Re: {Collins} (no subject)

YOU may be fine, but your electrolytics won't be.  The one, and only, way
to reform an electrolytic is to disconnect it from the circuit and gently
apply current, never exceeding a few mA, until the working voltage is
reached.  Repeat for each section of a can.  This process can be done with
a bench supply, limiting resistors, and meters; or use a capable capacitor
tester.  An alternative is the method Bill described in an earlier
posting:  remove all tubes and rectifiers, and apply current to all
sections of the supply electrolytic at once, through the B+ filtering.  The
problem here is there's no way to tell which section of the electrolytic is
getting which fraction of the current, so it'll take just as long.

As Bill described in detail, 'bringing 'er up on a variac' will spell
disaster for the power supply electrolytics..  Ask me how I know... :)

73, John K4OZY

On Wed, Oct 25, 2017 at 6:11 PM, Francesco Ledda via Collins <
collins@xxxxxxxxxxxxx> wrote:

> Put a 200W lamp in series. It will protect the radio and the variac. As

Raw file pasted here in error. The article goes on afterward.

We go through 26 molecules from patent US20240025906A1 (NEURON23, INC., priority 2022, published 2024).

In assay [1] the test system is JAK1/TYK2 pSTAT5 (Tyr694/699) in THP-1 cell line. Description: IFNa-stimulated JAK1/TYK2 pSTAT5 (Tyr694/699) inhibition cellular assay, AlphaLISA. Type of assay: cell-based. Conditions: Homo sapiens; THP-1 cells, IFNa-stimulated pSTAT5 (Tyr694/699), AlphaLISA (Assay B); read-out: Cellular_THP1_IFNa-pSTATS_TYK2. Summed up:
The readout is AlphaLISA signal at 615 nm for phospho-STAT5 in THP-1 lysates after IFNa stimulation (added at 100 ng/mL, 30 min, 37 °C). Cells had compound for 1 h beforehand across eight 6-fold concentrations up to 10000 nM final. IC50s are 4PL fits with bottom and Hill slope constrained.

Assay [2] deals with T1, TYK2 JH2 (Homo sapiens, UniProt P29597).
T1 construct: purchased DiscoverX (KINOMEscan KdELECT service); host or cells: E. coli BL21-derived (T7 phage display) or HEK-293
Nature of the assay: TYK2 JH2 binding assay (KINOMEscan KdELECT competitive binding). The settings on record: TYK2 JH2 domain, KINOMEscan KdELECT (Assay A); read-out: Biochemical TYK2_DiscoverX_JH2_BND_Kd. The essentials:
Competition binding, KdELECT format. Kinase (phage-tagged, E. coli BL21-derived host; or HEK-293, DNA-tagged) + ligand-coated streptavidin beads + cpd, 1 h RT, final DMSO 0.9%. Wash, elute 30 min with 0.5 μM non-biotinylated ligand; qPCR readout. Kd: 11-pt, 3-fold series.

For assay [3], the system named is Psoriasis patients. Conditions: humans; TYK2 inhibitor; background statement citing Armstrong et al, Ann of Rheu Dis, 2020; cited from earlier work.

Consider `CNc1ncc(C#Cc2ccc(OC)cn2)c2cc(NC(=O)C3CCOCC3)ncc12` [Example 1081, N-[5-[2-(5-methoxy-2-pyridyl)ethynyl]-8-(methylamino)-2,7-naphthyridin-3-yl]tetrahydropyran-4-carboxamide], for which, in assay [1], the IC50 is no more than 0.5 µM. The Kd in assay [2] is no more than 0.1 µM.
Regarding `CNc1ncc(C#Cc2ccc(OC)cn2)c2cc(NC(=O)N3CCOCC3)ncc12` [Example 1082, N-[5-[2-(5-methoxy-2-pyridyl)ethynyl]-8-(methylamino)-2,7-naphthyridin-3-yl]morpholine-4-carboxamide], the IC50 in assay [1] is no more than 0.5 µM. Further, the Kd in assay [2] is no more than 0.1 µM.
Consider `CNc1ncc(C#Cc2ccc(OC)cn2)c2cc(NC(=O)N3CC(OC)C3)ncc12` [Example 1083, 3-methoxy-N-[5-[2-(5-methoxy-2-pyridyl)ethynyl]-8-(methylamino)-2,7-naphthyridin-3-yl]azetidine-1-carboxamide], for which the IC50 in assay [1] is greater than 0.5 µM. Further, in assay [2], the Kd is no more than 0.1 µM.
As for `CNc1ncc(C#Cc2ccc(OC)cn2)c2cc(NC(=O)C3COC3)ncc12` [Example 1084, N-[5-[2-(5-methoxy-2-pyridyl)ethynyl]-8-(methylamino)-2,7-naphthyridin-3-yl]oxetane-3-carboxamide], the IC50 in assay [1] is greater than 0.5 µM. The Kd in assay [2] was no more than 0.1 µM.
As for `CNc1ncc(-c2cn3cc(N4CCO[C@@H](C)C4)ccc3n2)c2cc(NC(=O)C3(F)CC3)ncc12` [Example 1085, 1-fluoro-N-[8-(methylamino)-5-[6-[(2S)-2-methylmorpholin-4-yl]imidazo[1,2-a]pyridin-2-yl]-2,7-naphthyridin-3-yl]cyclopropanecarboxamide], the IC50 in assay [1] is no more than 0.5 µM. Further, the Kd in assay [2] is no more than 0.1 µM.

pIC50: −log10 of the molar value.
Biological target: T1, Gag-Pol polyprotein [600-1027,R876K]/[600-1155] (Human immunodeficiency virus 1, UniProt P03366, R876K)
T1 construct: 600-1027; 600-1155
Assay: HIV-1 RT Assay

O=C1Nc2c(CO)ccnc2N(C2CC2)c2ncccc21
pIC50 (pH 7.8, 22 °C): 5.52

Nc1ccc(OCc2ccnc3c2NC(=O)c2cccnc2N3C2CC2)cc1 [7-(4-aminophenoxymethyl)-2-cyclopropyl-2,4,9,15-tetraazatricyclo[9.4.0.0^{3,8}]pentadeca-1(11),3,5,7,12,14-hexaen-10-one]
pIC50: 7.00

> you crank up the variac, look at the lamp filament. As long as the bulb
> doesn't get bright, you are fine.
> Sent from my iPhone
> > On Oct 25, 2017, at 11:36, W6ph--- via Collins <collins@xxxxxxxxxxxxx>
> wrote:
> >
> > Put an appropriately rated fuse between the variac and the radio.  If
> > there is a direct short in the radio, the current going through the
> small wire
> > in the variac can burn out the winding.  Protect your variac.  Don't
> ask me
> > how I know.
> >
> > 73, Kurt W6PH
> >
> >
> > In a message dated 10/25/2017 8:51:28 A.M. Pacific Daylight Time,
> > collins@xxxxxxxxxxxxx writes:
> >
> > I'd  point out that, normally, most things don't start happening until
> you
> > get  to 100 volts -- and by then it may be too late. If you have a variac
> > that  measures current or some other ammeter that is always very  useful.
> >
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